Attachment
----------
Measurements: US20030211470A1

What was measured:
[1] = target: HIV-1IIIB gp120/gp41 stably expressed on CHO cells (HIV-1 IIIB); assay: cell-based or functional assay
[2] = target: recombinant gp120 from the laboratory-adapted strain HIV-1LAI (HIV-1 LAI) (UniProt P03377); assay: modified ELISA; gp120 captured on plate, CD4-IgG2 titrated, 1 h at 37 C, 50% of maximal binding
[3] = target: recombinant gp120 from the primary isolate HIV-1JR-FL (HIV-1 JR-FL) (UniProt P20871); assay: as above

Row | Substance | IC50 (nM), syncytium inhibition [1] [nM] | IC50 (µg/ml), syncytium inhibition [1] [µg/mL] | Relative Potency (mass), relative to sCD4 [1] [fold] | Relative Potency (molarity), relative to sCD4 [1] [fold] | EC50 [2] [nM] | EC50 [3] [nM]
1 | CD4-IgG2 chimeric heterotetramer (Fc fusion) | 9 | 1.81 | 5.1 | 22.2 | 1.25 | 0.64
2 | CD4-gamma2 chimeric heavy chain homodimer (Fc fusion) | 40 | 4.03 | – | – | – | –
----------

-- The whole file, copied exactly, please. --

Measurements: US20030211470A1

What was measured:
[1] = target: HIV-1IIIB gp120/gp41 stably expressed on CHO cells (HIV-1 IIIB); assay: cell-based or functional assay
[2] = target: recombinant gp120 from the laboratory-adapted strain HIV-1LAI (HIV-1 LAI) (UniProt P03377); assay: modified ELISA; gp120 captured on plate, CD4-IgG2 titrated, 1 h at 37 C, 50% of maximal binding
[3] = target: recombinant gp120 from the primary isolate HIV-1JR-FL (HIV-1 JR-FL) (UniProt P20871); assay: as above

Row | Substance | IC50 (nM), syncytium inhibition [1] [nM] | IC50 (µg/ml), syncytium inhibition [1] [µg/mL] | Relative Potency (mass), relative to sCD4 [1] [fold] | Relative Potency (molarity), relative to sCD4 [1] [fold] | EC50 [2] [nM] | EC50 [3] [nM]
1 | CD4-IgG2 chimeric heterotetramer (Fc fusion) | 9 | 1.81 | 5.1 | 22.2 | 1.25 | 0.64
2 | CD4-gamma2 chimeric heavy chain homodimer (Fc fusion) | 40 | 4.03 | – | – | – | –